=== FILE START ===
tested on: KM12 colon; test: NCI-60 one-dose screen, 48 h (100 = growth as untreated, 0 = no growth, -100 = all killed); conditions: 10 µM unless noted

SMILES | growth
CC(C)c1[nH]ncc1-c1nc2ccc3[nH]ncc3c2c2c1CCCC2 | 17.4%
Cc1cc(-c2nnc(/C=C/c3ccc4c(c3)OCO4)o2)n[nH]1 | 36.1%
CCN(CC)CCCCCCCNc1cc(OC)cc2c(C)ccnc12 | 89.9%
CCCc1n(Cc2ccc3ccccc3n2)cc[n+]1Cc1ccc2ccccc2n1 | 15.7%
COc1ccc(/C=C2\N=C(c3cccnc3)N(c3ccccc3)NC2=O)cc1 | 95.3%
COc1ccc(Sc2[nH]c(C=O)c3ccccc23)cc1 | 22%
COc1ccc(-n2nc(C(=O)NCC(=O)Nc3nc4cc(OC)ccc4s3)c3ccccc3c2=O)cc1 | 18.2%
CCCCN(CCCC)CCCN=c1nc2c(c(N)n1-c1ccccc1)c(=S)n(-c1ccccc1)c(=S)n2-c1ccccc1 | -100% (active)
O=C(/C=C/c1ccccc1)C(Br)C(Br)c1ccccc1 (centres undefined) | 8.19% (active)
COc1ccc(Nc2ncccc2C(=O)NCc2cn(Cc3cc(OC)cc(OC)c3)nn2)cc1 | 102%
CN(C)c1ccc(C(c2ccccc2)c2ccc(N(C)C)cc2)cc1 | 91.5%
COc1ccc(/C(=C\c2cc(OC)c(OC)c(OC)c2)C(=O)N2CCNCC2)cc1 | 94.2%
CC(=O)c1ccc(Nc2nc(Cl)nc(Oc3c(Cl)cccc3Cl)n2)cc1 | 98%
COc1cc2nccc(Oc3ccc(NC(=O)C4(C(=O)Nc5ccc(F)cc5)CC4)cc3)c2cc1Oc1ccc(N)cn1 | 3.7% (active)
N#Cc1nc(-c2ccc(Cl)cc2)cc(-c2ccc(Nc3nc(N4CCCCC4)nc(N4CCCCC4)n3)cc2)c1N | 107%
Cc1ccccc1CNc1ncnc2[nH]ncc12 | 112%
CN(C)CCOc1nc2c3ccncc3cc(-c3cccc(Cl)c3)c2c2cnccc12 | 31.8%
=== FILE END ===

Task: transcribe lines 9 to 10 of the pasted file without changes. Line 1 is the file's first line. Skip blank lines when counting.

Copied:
COc1ccc(-n2nc(C(=O)NCC(=O)Nc3nc4cc(OC)ccc4s3)c3ccccc3c2=O)cc1 | 18.2%
CCCCN(CCCC)CCCN=c1nc2c(c(N)n1-c1ccccc1)c(=S)n(-c1ccccc1)c(=S)n2-c1ccccc1 | -100% (active)